I must confess, I always had hoped that Duke Nukem Forever would be released and proceed to win a Game of the Year award from numerous publications and online magazines. Sure, the development of 3D Realm’s long speculated vaporware title has been gaming’s longest running joke, but I still had faith that the studio could release a good game. Looking at their library from ten years ago, the studio along with id and Epic were one of the heavy weights of great game design and great games. Looking at the leaked animation footage from Duke Nukem Forever, the game looked like a lot of fun. Read the rest of this entry ?
Archive for the ‘Industry’ Category
And with that, I have finally returned dear reader. First and foremost I would like to apologize for the drought of content on this site of late. Unlike many of my fellow university blogging cohorts, I do not have the foresight to offer the same professionalism of time management to plan out and write posts ahead of time. But I would like to thank all of you that continue to diligently return to read postings and look forward to an update on the site. Now with the summer season upon us I hope to post more regularly, frequently, and periodically for your liking. Read the rest of this entry ?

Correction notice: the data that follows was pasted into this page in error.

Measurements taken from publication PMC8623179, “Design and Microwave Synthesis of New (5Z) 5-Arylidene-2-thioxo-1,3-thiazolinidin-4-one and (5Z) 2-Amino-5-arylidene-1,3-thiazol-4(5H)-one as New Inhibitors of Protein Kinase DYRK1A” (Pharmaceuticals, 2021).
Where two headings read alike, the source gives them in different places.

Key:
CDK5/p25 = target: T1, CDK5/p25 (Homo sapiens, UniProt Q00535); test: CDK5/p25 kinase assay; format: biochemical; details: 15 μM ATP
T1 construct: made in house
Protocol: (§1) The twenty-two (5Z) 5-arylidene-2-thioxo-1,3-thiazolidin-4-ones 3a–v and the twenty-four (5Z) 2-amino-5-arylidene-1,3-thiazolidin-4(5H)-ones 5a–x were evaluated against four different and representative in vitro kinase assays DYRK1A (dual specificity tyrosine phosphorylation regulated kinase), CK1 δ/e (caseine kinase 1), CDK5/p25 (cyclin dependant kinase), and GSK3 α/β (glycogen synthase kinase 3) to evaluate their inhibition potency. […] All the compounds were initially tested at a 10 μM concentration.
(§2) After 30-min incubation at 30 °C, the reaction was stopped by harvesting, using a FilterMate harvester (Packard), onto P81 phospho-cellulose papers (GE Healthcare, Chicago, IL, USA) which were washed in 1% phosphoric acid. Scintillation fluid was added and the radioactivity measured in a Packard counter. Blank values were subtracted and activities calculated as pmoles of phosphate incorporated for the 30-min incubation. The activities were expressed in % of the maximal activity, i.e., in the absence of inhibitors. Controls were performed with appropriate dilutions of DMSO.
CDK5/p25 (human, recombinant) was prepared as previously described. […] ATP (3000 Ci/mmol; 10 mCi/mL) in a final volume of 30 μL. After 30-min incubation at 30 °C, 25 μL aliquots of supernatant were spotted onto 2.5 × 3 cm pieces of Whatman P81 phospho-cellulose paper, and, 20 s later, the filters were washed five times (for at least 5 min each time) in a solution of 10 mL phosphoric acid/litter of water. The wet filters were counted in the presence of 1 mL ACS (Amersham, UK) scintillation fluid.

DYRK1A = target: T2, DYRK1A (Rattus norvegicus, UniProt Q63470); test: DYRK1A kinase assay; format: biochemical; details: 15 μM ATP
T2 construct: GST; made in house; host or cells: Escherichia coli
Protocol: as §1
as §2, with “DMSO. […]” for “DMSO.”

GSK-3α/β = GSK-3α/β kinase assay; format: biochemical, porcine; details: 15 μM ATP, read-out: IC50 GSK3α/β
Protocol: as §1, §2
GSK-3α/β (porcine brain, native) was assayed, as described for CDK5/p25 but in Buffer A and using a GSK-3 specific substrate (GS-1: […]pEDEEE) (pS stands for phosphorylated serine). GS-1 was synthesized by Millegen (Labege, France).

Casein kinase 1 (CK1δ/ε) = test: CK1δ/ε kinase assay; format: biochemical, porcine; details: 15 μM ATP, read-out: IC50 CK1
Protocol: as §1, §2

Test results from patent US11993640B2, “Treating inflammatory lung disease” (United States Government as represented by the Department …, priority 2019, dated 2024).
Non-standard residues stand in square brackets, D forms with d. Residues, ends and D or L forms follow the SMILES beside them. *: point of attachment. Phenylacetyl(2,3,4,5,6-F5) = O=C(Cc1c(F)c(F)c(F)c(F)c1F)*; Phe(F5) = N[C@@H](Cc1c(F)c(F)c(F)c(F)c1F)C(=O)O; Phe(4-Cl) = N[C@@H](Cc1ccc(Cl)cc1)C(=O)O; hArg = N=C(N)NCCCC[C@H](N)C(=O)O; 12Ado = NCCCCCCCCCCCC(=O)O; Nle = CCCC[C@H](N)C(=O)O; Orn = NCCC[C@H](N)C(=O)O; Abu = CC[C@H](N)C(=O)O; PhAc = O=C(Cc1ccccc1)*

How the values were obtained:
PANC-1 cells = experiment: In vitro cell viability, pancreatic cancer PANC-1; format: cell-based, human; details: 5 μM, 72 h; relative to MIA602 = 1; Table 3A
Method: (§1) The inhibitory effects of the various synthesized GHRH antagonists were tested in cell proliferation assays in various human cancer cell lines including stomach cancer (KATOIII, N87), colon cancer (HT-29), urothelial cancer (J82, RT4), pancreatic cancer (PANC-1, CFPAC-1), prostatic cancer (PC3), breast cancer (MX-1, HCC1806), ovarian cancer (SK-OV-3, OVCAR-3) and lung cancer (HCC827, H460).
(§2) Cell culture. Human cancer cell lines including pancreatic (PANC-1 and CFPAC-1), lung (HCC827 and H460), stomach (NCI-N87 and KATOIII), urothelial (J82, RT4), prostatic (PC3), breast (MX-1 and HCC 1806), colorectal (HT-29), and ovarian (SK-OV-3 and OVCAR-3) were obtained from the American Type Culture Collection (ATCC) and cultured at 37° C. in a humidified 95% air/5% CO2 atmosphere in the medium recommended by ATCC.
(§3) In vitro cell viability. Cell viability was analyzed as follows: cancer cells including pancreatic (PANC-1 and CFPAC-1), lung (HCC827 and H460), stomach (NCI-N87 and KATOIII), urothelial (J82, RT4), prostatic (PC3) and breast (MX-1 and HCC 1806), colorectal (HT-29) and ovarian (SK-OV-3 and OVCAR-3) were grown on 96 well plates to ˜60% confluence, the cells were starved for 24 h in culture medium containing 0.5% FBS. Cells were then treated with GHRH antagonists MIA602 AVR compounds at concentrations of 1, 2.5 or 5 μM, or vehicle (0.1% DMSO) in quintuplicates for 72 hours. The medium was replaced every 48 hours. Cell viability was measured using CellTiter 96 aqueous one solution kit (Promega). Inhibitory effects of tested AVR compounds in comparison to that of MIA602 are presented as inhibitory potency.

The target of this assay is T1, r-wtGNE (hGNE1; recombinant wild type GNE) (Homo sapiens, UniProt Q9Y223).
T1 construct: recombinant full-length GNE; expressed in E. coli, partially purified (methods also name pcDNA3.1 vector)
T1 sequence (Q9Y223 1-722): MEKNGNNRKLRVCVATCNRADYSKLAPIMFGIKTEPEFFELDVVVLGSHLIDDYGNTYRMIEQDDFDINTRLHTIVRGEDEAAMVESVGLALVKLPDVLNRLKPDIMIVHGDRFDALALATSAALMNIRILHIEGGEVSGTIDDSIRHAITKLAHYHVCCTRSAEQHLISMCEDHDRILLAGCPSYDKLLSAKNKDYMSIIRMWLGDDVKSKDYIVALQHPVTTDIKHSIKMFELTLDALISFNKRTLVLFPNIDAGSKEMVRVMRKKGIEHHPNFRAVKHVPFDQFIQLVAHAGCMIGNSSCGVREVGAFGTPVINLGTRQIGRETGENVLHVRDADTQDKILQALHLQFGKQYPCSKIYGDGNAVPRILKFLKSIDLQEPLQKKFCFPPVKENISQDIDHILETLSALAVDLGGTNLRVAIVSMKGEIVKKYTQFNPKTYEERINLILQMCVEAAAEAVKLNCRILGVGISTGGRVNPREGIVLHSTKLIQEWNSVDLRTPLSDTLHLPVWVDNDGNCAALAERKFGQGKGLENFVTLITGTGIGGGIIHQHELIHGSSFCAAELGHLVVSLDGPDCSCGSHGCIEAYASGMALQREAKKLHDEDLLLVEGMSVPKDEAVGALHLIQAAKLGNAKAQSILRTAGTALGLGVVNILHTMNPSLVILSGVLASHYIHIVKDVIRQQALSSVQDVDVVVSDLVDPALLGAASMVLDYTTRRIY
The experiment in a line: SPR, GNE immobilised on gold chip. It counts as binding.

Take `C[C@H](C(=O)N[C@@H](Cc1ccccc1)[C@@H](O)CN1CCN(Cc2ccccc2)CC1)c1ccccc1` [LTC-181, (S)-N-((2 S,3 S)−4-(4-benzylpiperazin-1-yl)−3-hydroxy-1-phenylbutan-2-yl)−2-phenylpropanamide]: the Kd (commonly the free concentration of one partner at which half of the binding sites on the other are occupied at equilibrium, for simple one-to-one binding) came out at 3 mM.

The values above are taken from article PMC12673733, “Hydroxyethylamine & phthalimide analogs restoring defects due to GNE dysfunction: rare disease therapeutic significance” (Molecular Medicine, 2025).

While attending one of my business-entertainment seminars we were on the subject of contracts, more specifically actor contracts negotiation. Basically, the discussion culminated to how actors and their agents bargain for salary ceiling and so forth. It eventually culminated to one student—possibly future industry agent—asking a question that I will now paraphrase:
Student: If say a high salary actor [insert celebrity] can bargain for $25 million in his contract for a movie, why would he decide to risk a lower salary for a less successful film?
Professor: You have to understand, actors are also artists.
I spoke last time about reiteration without touching upon the importance of remediation. Especially for new media, remediation functions as an access point presenting the new with the familiar. It is no surprise that we see in videogames the necessity to invoke and relate to the cinematic experience as a starting point for new gamers. The advent of music games, Wii titles, and casual games are perfect examples of using these sorts of access points to introduce a new audience. But while remediation functions wonderfully in new media, its use in game design is questionable. Read the rest of this entry ?
At the start of the week Slate Magazine’s N. Evan Van Zelfden posted an article called “What is killing the videogame business?” In it, he provides many interesting numbers on the massive growth of videogame sales the past year adverse to the numbers of massive layoffs we have seen within the industry during this recession. He concludes that the fault lies on the major development houses transitioning their financial production models to the Hollywood business model. High production costs and low returns are the culprit. I have posted about this subject previously, but not with the same level of specificity and investigative research that Zelfden has done in his article. But he is missing an aspect of the Hollywood studio business model that is glaringly absent in his article. Read the rest of this entry ?